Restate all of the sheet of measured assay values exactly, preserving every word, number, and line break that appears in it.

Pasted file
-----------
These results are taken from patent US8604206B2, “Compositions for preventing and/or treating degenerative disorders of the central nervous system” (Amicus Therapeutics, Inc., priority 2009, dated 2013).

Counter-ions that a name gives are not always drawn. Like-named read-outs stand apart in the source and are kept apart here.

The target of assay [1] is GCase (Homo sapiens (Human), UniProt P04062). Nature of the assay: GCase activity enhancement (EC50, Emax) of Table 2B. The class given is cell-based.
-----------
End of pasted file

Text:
These results are taken from patent US8604206B2, “Compositions for preventing and/or treating degenerative disorders of the central nervous system” (Amicus Therapeutics, Inc., priority 2009, dated 2013).

Counter-ions that a name gives are not always drawn. Like-named read-outs stand apart in the source and are kept apart here.

The target of assay [1] is GCase (Homo sapiens (Human), UniProt P04062). Nature of the assay: GCase activity enhancement (EC50, Emax) of Table 2B. The class given is cell-based.